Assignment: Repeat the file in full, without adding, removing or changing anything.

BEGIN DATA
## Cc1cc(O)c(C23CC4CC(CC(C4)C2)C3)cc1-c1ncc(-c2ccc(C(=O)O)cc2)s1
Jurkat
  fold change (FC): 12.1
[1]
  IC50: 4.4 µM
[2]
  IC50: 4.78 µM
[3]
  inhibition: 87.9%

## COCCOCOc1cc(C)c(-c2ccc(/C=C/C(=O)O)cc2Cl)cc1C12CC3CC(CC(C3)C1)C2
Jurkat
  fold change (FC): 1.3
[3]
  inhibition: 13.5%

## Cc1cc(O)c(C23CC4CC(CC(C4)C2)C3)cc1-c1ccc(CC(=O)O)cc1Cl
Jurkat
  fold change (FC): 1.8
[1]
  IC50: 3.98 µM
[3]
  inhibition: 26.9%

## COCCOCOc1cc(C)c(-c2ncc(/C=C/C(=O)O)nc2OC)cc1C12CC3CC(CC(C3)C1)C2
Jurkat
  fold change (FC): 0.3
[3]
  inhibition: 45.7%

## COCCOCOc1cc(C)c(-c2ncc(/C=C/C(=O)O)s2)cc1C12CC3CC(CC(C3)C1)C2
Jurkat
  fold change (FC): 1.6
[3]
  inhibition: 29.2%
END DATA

## Cc1cc(O)c(C23CC4CC(CC(C4)C2)C3)cc1-c1ncc(-c2ccc(C(=O)O)cc2)s1
Jurkat
  fold change (FC): 12.1
[1]
  IC50: 4.4 µM
[2]
  IC50: 4.78 µM
[3]
  inhibition: 87.9%

## COCCOCOc1cc(C)c(-c2ccc(/C=C/C(=O)O)cc2Cl)cc1C12CC3CC(CC(C3)C1)C2
Jurkat
  fold change (FC): 1.3
[3]
  inhibition: 13.5%

## Cc1cc(O)c(C23CC4CC(CC(C4)C2)C3)cc1-c1ccc(CC(=O)O)cc1Cl
Jurkat
  fold change (FC): 1.8
[1]
  IC50: 3.98 µM
[3]
  inhibition: 26.9%

## COCCOCOc1cc(C)c(-c2ncc(/C=C/C(=O)O)nc2OC)cc1C12CC3CC(CC(C3)C1)C2
Jurkat
  fold change (FC): 0.3
[3]
  inhibition: 45.7%

## COCCOCOc1cc(C)c(-c2ncc(/C=C/C(=O)O)s2)cc1C12CC3CC(CC(C3)C1)C2
Jurkat
  fold change (FC): 1.6
[3]
  inhibition: 29.2%